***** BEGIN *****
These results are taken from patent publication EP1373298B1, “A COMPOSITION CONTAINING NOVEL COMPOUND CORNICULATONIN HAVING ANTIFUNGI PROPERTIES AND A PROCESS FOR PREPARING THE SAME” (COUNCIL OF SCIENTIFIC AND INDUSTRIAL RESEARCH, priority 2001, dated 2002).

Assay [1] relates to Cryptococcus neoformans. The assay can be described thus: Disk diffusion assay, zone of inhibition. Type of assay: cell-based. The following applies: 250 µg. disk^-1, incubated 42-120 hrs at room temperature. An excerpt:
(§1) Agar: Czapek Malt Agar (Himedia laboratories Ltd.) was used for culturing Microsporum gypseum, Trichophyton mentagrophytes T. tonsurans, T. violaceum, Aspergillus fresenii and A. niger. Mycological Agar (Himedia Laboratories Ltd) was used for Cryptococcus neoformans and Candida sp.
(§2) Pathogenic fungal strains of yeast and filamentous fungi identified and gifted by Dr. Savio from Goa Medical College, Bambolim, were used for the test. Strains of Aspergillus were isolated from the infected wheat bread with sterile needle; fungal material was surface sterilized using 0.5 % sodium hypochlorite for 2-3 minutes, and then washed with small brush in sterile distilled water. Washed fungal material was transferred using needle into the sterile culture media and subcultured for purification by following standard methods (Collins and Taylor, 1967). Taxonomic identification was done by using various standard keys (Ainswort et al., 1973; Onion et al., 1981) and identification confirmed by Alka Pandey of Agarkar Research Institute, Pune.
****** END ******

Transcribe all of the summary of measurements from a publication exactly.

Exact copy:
These results are taken from patent publication EP1373298B1, “A COMPOSITION CONTAINING NOVEL COMPOUND CORNICULATONIN HAVING ANTIFUNGI PROPERTIES AND A PROCESS FOR PREPARING THE SAME” (COUNCIL OF SCIENTIFIC AND INDUSTRIAL RESEARCH, priority 2001, dated 2002).

Assay [1] relates to Cryptococcus neoformans. The assay can be described thus: Disk diffusion assay, zone of inhibition. Type of assay: cell-based. The following applies: 250 µg. disk^-1, incubated 42-120 hrs at room temperature. An excerpt:
(§1) Agar: Czapek Malt Agar (Himedia laboratories Ltd.) was used for culturing Microsporum gypseum, Trichophyton mentagrophytes T. tonsurans, T. violaceum, Aspergillus fresenii and A. niger. Mycological Agar (Himedia Laboratories Ltd) was used for Cryptococcus neoformans and Candida sp.
(§2) Pathogenic fungal strains of yeast and filamentous fungi identified and gifted by Dr. Savio from Goa Medical College, Bambolim, were used for the test. Strains of Aspergillus were isolated from the infected wheat bread with sterile needle; fungal material was surface sterilized using 0.5 % sodium hypochlorite for 2-3 minutes, and then washed with small brush in sterile distilled water. Washed fungal material was transferred using needle into the sterile culture media and subcultured for purification by following standard methods (Collins and Taylor, 1967). Taxonomic identification was done by using various standard keys (Ainswort et al., 1973; Onion et al., 1981) and identification confirmed by Alka Pandey of Agarkar Research Institute, Pune.